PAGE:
Amy, Fate and Me
- John-Paul Holden
- 19 August 2010
This article is from 2010.
Redemption on the open road
From Sausage and Samosa to Busting Out!, there's a lot on at this year's Fringe about the older woman: her life, loves, body and desires. Benchpresser-cum-actress/comedian Sandra Risser, who readily describes herself as 'older than ENIAC', provides a powerful and personal take on the theme in this solo performance.
We meet Sandy, Risser's protagonist, on the highway from Texas to Kansas City. Driving through Oklahoma's flat, brown expanse, she's looking for a new home, job, reason for being - anything to escape the string of no-good men who have, in one way or another, ruined her life. Incessantly thinking back to times of pain and heartache, she's suddenly gripped by an urge to stop off in a remote, non-descript town, even though she needs to reach her destination before nightfall. The decision to act on impulse leads to an encounter that will change her life for good.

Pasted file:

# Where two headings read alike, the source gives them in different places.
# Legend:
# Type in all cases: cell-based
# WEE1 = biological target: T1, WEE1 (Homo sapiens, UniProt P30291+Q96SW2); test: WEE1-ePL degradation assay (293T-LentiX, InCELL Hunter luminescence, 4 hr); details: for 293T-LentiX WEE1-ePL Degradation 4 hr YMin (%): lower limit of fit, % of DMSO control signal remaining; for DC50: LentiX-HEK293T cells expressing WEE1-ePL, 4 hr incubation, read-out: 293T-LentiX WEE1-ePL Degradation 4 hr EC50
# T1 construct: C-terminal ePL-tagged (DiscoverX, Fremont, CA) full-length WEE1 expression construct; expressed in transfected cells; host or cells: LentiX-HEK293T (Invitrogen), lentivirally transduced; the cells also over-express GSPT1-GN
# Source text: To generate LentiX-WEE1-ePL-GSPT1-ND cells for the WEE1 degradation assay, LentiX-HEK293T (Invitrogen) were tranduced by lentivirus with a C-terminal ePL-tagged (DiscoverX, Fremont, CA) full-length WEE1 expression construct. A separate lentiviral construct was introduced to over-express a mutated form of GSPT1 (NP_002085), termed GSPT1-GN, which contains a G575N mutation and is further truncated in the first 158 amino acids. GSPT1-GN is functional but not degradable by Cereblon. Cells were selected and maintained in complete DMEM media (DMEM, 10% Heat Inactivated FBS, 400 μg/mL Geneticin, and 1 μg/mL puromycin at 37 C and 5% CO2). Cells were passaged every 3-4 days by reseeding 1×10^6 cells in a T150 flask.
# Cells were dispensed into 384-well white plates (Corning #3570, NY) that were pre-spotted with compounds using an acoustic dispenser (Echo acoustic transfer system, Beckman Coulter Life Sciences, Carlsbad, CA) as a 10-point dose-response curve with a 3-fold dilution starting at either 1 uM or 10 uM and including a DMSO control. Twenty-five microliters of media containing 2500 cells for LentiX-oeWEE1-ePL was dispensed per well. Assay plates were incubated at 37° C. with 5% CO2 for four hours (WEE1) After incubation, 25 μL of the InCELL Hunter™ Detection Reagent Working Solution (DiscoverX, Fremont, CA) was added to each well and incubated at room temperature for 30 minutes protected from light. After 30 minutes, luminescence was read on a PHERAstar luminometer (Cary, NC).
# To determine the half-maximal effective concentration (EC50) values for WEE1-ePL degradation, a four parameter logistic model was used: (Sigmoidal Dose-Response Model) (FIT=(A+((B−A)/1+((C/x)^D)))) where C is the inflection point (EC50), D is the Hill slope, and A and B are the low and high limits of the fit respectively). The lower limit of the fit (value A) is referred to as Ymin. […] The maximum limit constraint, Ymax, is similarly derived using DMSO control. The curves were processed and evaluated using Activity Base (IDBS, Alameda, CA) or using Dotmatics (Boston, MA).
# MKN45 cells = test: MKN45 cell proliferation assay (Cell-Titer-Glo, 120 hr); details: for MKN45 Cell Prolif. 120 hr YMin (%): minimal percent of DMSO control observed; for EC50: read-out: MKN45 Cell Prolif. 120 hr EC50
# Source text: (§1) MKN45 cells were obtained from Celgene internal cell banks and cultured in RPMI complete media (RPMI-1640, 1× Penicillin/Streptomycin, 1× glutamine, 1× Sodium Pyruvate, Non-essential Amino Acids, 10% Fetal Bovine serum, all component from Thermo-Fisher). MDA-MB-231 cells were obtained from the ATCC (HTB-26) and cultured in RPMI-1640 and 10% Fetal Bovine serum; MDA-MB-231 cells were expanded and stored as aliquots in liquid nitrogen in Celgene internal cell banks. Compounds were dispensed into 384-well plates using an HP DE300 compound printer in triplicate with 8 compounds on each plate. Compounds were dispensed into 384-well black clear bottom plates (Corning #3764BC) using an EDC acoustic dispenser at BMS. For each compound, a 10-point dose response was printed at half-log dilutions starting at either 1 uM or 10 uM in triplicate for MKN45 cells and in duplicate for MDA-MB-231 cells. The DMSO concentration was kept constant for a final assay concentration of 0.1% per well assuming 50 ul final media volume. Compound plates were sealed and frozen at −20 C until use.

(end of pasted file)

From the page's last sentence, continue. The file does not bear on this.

There's a deeply satisfying, short story-like intensity about Risser's show as it pulls the audience into its tragicomic tale of desperation, intuition and redemption. The resolution is something of a damp squib, but the intertwining narratives leading up to it – about drugs, drink, lies and disappointment (and the experience of being involved with a man who was a suspect in the murder of his own family) – certainly aren't.
Key to the show's overall success is Risser's burnt-out voice and heartfelt, defiant delivery. This is an actress who knows and feels her material inside-out, and we're with her every step of the way.
Laughing Horse @ The Counting House, 0131 667 7533, until 29 August, 4.15pm, free